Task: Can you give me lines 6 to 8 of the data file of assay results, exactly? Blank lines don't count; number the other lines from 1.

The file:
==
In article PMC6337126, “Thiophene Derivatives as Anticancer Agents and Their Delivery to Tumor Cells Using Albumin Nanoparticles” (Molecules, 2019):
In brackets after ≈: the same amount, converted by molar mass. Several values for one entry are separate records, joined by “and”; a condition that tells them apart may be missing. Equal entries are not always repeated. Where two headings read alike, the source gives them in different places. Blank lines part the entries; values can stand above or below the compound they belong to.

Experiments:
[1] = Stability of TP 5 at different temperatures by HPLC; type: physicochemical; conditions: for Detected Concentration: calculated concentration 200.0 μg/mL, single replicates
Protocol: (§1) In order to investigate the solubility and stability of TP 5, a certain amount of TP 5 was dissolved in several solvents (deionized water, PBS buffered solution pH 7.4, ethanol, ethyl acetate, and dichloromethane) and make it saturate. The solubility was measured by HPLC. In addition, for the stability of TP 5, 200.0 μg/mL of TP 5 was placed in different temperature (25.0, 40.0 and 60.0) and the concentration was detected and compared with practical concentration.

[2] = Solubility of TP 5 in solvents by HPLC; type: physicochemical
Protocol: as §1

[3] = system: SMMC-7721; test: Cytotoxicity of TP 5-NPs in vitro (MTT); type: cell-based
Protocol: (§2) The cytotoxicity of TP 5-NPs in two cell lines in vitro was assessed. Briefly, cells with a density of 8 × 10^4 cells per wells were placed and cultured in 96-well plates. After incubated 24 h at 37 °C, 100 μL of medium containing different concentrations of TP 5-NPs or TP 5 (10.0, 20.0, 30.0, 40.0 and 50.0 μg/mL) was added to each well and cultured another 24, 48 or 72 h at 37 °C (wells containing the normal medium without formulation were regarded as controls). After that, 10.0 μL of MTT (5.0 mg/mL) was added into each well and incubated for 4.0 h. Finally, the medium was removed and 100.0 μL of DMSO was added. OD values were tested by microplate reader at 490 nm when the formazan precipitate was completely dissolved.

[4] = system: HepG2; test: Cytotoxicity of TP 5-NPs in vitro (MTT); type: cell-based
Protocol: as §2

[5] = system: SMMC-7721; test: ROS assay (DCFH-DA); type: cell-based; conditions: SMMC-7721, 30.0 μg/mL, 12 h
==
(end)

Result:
[2] = Solubility of TP 5 in solvents by HPLC; type: physicochemical
Protocol: as §1

[3] = system: SMMC-7721; test: Cytotoxicity of TP 5-NPs in vitro (MTT); type: cell-based